Fatal hang-gliding accident investigation examines liability waiver form

The fingerprints of the man killed in a hang-gliding crash are being used to confirm his identity, the Santa Clara County coroner said Tuesday.

A day after the deadly plummet from Monument Peak that also seriously injured a woman, hardcore paragliders and hang-gliding enthusiasts were back in the air.

The county’s Parks Department requires a liability waiver form to be filled out before hang-gliders launch at Ed R. Levin Park.

"It’s really terrible. I mean there are risks involved and we know that and we try to manage the risks," said Mike Shuster, a hang-gliding pilot.

Veterans of the sport said hang-gliding clubs control who is allowed to launch from the Monument Summit in Ed R-Levin Park, in Milpitas.

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Monday, a tandem hang-gliding team crashed just before noon. Witnesses said the man who was killed in the accident was an experienced pilot. His passenger was seriously injured and is recovering at Regional Medical Center in San Jose. Some people in the park at the time of the accident said strong winds may have played a role.

"The higher you go, the worse they are. When it is windy and you get up, even as high as the top of the street I live on, um, it’ll sound like a freight train. It is loud. It is continuous. And it is hard," said Lynn Peters, who lives not far from the park.

The Santa Clara County Parks Department says waivers must be filled out online and submitted, before launching. Club members confirmed to KTVU that newbies and passengers are warned of the risks.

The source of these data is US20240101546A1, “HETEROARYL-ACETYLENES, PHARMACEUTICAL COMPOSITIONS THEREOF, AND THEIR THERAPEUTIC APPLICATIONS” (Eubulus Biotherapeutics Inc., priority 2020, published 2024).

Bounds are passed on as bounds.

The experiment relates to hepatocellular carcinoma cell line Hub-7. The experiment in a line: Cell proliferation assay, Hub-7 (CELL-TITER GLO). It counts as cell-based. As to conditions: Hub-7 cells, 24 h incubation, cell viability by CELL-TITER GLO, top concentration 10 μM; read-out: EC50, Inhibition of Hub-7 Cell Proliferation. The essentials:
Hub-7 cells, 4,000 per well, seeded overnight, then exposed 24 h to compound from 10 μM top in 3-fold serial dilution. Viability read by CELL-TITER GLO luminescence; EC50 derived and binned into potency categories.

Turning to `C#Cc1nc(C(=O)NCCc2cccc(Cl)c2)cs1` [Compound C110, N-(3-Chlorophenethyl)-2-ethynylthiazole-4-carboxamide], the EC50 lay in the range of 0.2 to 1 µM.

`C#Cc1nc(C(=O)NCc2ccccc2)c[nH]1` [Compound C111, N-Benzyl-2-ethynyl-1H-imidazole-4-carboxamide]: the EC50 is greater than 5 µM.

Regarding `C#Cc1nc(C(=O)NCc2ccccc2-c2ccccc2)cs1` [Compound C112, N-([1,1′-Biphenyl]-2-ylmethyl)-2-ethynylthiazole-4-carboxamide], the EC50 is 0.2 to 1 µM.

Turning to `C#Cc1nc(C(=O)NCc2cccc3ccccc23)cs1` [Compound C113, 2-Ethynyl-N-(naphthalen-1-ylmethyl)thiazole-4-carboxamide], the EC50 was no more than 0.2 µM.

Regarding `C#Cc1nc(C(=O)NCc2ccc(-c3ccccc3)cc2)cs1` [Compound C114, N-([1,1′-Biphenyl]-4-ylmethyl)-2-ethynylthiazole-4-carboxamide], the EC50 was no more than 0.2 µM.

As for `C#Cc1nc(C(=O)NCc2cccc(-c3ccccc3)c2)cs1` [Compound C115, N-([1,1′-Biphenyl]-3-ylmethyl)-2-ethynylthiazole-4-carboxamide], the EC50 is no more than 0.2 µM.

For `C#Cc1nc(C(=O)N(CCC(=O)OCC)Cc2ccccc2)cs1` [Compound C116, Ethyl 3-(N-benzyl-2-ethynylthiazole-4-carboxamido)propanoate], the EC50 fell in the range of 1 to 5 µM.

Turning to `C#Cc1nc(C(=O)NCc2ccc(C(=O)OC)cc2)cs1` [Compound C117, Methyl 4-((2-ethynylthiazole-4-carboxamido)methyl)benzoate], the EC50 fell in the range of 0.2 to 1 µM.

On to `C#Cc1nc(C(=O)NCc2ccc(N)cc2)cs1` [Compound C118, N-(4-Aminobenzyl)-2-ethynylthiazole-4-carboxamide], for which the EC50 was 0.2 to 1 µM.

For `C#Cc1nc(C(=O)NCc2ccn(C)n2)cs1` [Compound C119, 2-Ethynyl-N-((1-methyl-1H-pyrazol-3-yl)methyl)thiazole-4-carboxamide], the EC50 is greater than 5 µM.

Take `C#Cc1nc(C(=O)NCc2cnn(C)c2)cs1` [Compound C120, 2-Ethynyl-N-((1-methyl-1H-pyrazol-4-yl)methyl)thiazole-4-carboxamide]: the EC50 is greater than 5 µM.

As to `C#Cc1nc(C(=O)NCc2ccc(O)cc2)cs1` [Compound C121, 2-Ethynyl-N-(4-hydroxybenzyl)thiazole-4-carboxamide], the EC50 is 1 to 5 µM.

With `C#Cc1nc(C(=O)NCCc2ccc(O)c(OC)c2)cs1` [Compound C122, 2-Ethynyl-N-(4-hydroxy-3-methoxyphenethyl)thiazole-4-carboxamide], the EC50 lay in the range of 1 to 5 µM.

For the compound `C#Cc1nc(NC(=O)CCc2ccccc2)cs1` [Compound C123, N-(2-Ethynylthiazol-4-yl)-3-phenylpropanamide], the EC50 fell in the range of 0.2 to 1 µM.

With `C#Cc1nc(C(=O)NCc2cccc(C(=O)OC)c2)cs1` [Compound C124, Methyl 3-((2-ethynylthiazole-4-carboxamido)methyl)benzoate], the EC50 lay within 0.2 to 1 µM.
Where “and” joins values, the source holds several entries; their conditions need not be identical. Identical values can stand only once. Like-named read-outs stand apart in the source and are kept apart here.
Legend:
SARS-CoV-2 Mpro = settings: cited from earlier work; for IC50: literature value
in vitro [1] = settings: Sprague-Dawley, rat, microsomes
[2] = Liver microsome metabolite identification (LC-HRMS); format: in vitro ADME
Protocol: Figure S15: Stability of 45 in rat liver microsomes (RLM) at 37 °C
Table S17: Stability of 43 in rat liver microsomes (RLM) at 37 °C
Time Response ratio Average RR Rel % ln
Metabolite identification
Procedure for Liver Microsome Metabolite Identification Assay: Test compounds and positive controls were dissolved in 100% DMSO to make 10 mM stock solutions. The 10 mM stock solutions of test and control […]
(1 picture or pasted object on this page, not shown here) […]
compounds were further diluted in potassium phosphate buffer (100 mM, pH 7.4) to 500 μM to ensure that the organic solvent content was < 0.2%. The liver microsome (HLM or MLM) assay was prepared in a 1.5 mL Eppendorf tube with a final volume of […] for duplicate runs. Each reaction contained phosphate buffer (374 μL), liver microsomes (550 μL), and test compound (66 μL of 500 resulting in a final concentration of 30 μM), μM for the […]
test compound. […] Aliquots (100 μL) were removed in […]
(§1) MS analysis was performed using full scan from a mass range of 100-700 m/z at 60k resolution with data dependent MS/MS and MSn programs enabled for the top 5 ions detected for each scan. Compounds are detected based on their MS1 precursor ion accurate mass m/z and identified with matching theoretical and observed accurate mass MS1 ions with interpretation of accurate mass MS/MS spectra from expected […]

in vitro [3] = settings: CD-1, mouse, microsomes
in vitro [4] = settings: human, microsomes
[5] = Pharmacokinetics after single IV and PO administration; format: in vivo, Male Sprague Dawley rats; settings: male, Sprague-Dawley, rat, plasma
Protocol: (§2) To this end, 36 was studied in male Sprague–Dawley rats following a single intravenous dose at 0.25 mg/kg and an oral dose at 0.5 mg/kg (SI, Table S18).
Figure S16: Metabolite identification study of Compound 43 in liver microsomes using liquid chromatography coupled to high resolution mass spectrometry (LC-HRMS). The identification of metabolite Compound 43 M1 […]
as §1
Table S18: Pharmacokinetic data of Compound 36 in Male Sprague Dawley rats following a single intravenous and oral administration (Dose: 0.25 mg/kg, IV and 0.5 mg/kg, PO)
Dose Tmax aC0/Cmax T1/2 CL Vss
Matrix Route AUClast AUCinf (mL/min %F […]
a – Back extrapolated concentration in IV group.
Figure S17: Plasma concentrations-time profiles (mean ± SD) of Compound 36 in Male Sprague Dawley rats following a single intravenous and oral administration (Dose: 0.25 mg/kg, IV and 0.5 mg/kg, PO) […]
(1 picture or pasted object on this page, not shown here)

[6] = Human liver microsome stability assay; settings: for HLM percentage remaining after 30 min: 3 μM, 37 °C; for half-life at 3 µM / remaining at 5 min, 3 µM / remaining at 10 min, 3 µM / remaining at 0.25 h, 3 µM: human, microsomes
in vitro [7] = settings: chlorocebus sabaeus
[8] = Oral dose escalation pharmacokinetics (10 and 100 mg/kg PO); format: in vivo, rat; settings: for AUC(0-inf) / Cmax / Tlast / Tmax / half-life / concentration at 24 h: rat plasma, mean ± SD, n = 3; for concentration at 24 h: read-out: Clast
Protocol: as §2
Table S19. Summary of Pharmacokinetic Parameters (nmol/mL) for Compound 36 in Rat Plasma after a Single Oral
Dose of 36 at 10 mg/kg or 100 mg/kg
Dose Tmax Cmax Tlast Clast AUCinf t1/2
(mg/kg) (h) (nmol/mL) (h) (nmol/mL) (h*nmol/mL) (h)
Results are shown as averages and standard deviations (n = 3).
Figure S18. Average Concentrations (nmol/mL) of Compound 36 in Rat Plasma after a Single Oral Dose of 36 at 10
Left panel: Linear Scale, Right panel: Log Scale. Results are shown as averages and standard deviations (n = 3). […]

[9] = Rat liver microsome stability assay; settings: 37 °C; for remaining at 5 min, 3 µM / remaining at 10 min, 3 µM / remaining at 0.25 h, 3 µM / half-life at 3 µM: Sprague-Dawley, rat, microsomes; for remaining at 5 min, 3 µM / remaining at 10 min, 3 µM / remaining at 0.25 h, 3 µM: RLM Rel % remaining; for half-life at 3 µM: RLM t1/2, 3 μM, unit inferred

"It’s like a driver’s license. You’re not gonna put a teenager in a car without having them do instruction," said Shuster. "It’s the same thing here," 

But enforcement of the waivers is a gray area. 

In an email, parks department spokeswoman Tamara Clark wrote, "Access to the hang-gliding site is given to specific organizations….A hang-glider completes the application for a waiver…and once received by our office, we issue a sticker for the back of their helmet. This incident is still under investigation." 

"The key will be was there a liability waiver executed prior to the departure of the hang-glider," said attorney Steven Clark.

Clark works, in-part, as a legal analyst in the South Bay. He said three main factors could have caused the crash, which will impact the strength of the waiver.

"The important thing now is to reverse engineer how this hang-gliding accident happened," he said. "The liability waiver covers the county and the hang-gliding association. But it may not cover the operator of the hang-glider. And it also may not cover the equipment utilized here."

If investigation find the hang-gliding equipment was faulty or in disrepair,  Clark said the waiver may not stand legal scrutiny.

For now, the close-knit community a few hundred hang-gliding enthusiasts are waiting to lean how one of their own was killed.

"Flying is a risky sport, no matter what it is," said Shuster.

Late Tuesday the executive director of the U.S. Para and Hang-Gliding Association said their protocol is for tandem pilots, who must be members, to fill out a waiver prior to departure. That would be in addition to whatever is required by Santa Clara County.

Jesse Gary is a reporter based in the station's South Bay Bureau. Follow him on Twitter @JesseKTVU and Instagram @jessegontv